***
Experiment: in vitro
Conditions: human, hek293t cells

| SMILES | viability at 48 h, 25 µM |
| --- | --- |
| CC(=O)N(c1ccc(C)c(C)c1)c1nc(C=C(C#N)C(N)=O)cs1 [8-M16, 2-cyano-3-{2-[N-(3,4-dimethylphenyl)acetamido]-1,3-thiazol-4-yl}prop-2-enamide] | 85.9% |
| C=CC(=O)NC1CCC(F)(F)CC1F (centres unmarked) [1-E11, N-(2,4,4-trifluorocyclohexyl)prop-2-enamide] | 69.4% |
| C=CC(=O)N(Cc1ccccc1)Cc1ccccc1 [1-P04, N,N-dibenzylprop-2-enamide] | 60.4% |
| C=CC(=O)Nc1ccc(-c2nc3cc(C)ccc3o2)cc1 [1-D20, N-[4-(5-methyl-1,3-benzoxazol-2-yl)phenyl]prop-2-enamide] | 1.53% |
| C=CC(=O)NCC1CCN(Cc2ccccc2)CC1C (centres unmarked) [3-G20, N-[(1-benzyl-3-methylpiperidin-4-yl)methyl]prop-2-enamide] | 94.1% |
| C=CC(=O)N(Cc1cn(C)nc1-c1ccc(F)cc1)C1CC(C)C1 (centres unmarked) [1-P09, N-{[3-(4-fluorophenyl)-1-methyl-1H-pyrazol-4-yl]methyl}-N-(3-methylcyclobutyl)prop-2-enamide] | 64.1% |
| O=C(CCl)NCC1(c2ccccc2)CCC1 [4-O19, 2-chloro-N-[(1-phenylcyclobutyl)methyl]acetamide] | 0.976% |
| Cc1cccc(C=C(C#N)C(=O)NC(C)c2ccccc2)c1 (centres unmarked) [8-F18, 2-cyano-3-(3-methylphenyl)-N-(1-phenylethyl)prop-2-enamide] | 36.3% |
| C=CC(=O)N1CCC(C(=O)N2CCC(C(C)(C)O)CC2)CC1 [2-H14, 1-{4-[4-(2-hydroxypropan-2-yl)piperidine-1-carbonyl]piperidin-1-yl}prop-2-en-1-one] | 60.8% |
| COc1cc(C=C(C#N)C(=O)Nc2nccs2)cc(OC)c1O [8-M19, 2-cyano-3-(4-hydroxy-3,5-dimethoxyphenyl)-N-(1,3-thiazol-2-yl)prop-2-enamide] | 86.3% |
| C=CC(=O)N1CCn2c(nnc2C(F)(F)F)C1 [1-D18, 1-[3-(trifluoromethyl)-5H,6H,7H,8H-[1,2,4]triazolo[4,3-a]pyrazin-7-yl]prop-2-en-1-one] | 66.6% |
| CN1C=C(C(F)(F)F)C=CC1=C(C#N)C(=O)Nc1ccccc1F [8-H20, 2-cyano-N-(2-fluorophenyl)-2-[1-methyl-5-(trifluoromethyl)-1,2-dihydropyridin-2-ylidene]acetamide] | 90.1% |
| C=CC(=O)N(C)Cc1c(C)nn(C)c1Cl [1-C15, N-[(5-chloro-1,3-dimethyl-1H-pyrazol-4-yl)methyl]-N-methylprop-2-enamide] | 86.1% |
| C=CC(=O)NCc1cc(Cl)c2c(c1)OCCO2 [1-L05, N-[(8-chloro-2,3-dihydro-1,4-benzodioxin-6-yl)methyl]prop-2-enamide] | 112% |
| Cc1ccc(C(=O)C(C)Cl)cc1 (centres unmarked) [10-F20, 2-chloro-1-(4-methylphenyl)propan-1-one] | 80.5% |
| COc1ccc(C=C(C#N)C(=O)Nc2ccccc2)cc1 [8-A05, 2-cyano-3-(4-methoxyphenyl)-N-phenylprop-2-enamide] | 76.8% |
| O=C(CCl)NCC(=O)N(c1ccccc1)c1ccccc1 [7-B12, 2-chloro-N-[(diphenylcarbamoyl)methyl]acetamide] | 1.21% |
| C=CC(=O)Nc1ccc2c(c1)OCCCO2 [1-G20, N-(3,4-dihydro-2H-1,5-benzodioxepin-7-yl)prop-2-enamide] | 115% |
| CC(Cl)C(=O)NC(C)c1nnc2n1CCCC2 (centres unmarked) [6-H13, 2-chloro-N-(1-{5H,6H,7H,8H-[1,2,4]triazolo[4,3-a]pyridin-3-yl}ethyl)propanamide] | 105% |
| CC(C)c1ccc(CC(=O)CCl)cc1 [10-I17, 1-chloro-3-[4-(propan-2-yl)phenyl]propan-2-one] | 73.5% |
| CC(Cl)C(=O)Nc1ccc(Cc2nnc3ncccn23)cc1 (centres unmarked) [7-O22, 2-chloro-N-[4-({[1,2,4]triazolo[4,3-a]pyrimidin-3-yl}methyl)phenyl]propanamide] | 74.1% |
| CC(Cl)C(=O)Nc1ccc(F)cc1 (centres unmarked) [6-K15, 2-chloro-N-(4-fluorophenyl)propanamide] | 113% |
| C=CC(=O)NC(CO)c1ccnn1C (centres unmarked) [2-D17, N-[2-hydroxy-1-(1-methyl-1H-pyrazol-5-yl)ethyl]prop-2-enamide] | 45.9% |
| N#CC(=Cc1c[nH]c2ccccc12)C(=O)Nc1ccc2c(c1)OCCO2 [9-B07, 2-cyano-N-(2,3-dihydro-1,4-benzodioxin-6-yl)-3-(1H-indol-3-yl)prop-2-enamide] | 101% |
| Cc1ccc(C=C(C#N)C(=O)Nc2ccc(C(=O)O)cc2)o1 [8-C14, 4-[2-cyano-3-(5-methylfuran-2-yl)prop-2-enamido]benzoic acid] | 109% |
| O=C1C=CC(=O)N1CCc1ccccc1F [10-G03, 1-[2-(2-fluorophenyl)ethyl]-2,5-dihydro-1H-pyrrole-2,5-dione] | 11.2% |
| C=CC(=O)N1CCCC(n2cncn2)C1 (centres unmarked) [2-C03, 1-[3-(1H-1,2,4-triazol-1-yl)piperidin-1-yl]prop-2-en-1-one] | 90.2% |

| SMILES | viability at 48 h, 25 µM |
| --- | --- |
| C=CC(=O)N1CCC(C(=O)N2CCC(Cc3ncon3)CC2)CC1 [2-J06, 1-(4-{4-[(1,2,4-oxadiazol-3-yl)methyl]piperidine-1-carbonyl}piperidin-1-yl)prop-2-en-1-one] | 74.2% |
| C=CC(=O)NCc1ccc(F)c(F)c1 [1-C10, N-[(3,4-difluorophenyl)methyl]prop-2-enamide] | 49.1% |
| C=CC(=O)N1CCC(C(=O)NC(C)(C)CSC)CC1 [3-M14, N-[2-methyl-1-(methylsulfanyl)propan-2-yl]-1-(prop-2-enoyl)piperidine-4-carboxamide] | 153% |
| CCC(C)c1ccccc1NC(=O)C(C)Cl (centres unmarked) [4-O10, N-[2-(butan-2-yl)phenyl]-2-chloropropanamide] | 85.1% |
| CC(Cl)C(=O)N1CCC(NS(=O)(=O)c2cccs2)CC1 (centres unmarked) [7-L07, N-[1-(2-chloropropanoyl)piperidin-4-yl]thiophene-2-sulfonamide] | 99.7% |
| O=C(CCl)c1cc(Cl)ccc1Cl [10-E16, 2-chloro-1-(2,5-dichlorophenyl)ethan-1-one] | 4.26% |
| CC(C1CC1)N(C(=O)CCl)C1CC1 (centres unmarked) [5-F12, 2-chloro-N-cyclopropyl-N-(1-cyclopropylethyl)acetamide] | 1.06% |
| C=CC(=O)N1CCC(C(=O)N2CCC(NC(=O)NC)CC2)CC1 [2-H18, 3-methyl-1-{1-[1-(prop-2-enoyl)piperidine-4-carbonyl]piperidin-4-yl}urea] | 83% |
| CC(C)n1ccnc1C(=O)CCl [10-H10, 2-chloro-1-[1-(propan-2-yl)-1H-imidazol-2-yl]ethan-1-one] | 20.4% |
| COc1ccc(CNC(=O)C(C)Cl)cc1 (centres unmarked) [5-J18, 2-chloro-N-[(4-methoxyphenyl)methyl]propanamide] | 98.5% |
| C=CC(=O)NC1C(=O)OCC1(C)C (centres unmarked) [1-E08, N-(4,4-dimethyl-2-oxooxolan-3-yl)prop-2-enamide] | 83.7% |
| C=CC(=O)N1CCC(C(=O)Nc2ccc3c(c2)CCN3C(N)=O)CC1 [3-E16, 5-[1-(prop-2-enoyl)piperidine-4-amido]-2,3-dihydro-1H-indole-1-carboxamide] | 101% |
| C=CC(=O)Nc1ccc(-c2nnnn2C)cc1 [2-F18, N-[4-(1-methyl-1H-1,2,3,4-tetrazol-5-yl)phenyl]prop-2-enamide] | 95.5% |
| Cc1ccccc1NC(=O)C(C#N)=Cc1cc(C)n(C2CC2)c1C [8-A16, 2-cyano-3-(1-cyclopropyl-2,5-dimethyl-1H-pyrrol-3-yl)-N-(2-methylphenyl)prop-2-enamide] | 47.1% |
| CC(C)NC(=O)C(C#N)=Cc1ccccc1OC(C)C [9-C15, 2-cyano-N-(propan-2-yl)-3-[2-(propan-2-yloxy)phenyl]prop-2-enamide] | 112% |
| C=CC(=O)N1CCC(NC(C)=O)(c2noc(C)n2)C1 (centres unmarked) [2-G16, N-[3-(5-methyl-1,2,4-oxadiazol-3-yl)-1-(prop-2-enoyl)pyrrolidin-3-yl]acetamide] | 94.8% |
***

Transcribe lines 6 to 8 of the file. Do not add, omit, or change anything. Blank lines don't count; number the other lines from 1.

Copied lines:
| C=CC(=O)NC1CCC(F)(F)CC1F (centres unmarked) [1-E11, N-(2,4,4-trifluorocyclohexyl)prop-2-enamide] | 69.4% |
| C=CC(=O)N(Cc1ccccc1)Cc1ccccc1 [1-P04, N,N-dibenzylprop-2-enamide] | 60.4% |
| C=CC(=O)Nc1ccc(-c2nc3cc(C)ccc3o2)cc1 [1-D20, N-[4-(5-methyl-1,3-benzoxazol-2-yl)phenyl]prop-2-enamide] | 1.53% |